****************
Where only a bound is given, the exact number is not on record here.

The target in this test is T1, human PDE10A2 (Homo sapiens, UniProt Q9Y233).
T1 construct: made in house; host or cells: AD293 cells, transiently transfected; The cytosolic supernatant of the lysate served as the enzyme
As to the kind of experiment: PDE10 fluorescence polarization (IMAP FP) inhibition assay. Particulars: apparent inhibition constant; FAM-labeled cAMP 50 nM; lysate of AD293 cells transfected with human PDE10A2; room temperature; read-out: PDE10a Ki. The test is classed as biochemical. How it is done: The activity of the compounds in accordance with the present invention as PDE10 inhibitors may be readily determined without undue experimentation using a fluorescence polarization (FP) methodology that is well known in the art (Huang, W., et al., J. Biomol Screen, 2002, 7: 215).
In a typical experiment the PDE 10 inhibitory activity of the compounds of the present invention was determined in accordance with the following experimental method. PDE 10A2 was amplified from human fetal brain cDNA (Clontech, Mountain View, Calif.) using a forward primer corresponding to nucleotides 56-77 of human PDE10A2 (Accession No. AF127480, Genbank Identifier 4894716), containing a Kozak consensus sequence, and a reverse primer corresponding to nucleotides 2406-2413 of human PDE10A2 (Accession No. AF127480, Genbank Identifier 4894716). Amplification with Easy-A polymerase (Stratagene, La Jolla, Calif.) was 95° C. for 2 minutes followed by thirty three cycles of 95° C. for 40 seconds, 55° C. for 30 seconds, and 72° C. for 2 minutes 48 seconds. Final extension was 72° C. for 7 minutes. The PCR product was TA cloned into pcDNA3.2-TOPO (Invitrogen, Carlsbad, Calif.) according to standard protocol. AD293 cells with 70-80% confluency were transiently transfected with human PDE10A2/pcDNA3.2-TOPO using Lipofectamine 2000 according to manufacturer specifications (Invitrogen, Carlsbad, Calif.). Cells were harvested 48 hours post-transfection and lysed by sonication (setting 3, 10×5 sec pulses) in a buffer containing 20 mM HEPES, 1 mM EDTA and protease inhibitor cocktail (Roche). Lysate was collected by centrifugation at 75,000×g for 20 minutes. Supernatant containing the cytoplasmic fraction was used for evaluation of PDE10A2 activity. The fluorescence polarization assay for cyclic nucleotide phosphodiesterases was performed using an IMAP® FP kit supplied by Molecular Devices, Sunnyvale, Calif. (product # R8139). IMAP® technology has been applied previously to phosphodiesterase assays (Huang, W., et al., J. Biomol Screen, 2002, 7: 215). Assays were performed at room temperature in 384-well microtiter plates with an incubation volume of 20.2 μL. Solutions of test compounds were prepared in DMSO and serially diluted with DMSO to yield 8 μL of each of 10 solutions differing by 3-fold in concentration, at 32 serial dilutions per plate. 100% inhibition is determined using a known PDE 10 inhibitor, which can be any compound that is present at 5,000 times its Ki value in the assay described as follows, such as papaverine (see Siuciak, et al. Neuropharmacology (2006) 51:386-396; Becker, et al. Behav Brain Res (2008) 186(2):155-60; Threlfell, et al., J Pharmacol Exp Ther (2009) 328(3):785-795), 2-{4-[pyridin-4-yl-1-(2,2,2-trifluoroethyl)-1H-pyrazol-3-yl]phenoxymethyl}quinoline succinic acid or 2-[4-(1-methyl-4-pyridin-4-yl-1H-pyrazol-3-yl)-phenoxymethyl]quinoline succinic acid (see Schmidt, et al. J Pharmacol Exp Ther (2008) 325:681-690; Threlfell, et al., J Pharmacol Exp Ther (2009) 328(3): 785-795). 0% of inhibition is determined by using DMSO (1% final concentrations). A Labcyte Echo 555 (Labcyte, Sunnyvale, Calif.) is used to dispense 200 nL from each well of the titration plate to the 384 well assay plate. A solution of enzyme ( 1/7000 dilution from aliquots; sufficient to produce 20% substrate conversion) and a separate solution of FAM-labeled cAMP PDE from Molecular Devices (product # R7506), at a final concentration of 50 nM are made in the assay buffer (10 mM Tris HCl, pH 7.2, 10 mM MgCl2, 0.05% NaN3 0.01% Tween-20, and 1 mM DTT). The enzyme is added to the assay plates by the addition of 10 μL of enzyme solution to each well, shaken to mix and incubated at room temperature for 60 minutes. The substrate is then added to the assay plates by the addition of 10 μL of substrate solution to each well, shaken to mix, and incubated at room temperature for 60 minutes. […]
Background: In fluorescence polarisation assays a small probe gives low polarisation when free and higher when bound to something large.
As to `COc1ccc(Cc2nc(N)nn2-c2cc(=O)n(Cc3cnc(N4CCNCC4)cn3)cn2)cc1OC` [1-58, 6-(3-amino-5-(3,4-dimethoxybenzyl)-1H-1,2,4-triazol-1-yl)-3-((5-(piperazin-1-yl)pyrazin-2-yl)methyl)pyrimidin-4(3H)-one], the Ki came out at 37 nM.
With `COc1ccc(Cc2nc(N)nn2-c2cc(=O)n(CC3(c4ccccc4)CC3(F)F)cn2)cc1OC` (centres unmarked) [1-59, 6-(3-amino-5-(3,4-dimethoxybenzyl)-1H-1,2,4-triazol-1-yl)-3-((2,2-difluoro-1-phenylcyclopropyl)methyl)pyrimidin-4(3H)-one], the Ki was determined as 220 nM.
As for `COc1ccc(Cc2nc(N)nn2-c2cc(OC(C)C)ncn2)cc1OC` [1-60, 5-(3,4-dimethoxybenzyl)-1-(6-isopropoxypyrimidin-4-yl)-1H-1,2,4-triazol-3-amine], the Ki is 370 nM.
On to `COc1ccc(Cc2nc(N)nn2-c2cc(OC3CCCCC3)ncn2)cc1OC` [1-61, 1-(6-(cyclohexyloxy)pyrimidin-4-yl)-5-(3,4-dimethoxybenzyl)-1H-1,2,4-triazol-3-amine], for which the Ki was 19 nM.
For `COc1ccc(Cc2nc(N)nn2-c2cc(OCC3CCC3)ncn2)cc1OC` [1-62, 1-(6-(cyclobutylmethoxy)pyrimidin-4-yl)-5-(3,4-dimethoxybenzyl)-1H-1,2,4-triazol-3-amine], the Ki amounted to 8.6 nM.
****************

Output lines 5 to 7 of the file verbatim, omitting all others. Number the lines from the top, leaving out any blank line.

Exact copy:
In a typical experiment the PDE 10 inhibitory activity of the compounds of the present invention was determined in accordance with the following experimental method. PDE 10A2 was amplified from human fetal brain cDNA (Clontech, Mountain View, Calif.) using a forward primer corresponding to nucleotides 56-77 of human PDE10A2 (Accession No. AF127480, Genbank Identifier 4894716), containing a Kozak consensus sequence, and a reverse primer corresponding to nucleotides 2406-2413 of human PDE10A2 (Accession No. AF127480, Genbank Identifier 4894716). Amplification with Easy-A polymerase (Stratagene, La Jolla, Calif.) was 95° C. for 2 minutes followed by thirty three cycles of 95° C. for 40 seconds, 55° C. for 30 seconds, and 72° C. for 2 minutes 48 seconds. Final extension was 72° C. for 7 minutes. The PCR product was TA cloned into pcDNA3.2-TOPO (Invitrogen, Carlsbad, Calif.) according to standard protocol. AD293 cells with 70-80% confluency were transiently transfected with human PDE10A2/pcDNA3.2-TOPO using Lipofectamine 2000 according to manufacturer specifications (Invitrogen, Carlsbad, Calif.). Cells were harvested 48 hours post-transfection and lysed by sonication (setting 3, 10×5 sec pulses) in a buffer containing 20 mM HEPES, 1 mM EDTA and protease inhibitor cocktail (Roche). Lysate was collected by centrifugation at 75,000×g for 20 minutes. Supernatant containing the cytoplasmic fraction was used for evaluation of PDE10A2 activity. The fluorescence polarization assay for cyclic nucleotide phosphodiesterases was performed using an IMAP® FP kit supplied by Molecular Devices, Sunnyvale, Calif. (product # R8139). IMAP® technology has been applied previously to phosphodiesterase assays (Huang, W., et al., J. Biomol Screen, 2002, 7: 215). Assays were performed at room temperature in 384-well microtiter plates with an incubation volume of 20.2 μL. Solutions of test compounds were prepared in DMSO and serially diluted with DMSO to yield 8 μL of each of 10 solutions differing by 3-fold in concentration, at 32 serial dilutions per plate. 100% inhibition is determined using a known PDE 10 inhibitor, which can be any compound that is present at 5,000 times its Ki value in the assay described as follows, such as papaverine (see Siuciak, et al. Neuropharmacology (2006) 51:386-396; Becker, et al. Behav Brain Res (2008) 186(2):155-60; Threlfell, et al., J Pharmacol Exp Ther (2009) 328(3):785-795), 2-{4-[pyridin-4-yl-1-(2,2,2-trifluoroethyl)-1H-pyrazol-3-yl]phenoxymethyl}quinoline succinic acid or 2-[4-(1-methyl-4-pyridin-4-yl-1H-pyrazol-3-yl)-phenoxymethyl]quinoline succinic acid (see Schmidt, et al. J Pharmacol Exp Ther (2008) 325:681-690; Threlfell, et al., J Pharmacol Exp Ther (2009) 328(3): 785-795). 0% of inhibition is determined by using DMSO (1% final concentrations). A Labcyte Echo 555 (Labcyte, Sunnyvale, Calif.) is used to dispense 200 nL from each well of the titration plate to the 384 well assay plate. A solution of enzyme ( 1/7000 dilution from aliquots; sufficient to produce 20% substrate conversion) and a separate solution of FAM-labeled cAMP PDE from Molecular Devices (product # R7506), at a final concentration of 50 nM are made in the assay buffer (10 mM Tris HCl, pH 7.2, 10 mM MgCl2, 0.05% NaN3 0.01% Tween-20, and 1 mM DTT). The enzyme is added to the assay plates by the addition of 10 μL of enzyme solution to each well, shaken to mix and incubated at room temperature for 60 minutes. The substrate is then added to the assay plates by the addition of 10 μL of substrate solution to each well, shaken to mix, and incubated at room temperature for 60 minutes. […]
Background: In fluorescence polarisation assays a small probe gives low polarisation when free and higher when bound to something large.
As to `COc1ccc(Cc2nc(N)nn2-c2cc(=O)n(Cc3cnc(N4CCNCC4)cn3)cn2)cc1OC` [1-58, 6-(3-amino-5-(3,4-dimethoxybenzyl)-1H-1,2,4-triazol-1-yl)-3-((5-(piperazin-1-yl)pyrazin-2-yl)methyl)pyrimidin-4(3H)-one], the Ki came out at 37 nM.